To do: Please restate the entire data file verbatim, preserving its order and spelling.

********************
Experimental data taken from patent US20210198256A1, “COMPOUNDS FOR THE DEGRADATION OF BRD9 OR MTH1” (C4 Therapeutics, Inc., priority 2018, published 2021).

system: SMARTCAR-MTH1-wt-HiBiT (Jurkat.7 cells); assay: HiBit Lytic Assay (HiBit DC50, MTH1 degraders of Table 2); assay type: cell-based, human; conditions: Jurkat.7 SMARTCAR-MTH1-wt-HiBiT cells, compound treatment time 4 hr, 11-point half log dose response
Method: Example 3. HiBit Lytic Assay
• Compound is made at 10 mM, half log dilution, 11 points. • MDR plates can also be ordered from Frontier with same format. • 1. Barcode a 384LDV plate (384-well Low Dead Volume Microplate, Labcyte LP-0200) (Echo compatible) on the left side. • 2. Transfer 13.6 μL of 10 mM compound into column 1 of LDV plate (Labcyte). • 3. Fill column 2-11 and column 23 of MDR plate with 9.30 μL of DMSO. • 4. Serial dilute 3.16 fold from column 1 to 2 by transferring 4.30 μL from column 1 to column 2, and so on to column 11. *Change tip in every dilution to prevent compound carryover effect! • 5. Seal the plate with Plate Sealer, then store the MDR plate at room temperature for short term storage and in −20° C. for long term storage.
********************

Experimental data taken from patent US20210198256A1, “COMPOUNDS FOR THE DEGRADATION OF BRD9 OR MTH1” (C4 Therapeutics, Inc., priority 2018, published 2021).

system: SMARTCAR-MTH1-wt-HiBiT (Jurkat.7 cells); assay: HiBit Lytic Assay (HiBit DC50, MTH1 degraders of Table 2); assay type: cell-based, human; conditions: Jurkat.7 SMARTCAR-MTH1-wt-HiBiT cells, compound treatment time 4 hr, 11-point half log dose response
Method: Example 3. HiBit Lytic Assay
• Compound is made at 10 mM, half log dilution, 11 points. • MDR plates can also be ordered from Frontier with same format. • 1. Barcode a 384LDV plate (384-well Low Dead Volume Microplate, Labcyte LP-0200) (Echo compatible) on the left side. • 2. Transfer 13.6 μL of 10 mM compound into column 1 of LDV plate (Labcyte). • 3. Fill column 2-11 and column 23 of MDR plate with 9.30 μL of DMSO. • 4. Serial dilute 3.16 fold from column 1 to 2 by transferring 4.30 μL from column 1 to column 2, and so on to column 11. *Change tip in every dilution to prevent compound carryover effect! • 5. Seal the plate with Plate Sealer, then store the MDR plate at room temperature for short term storage and in −20° C. for long term storage.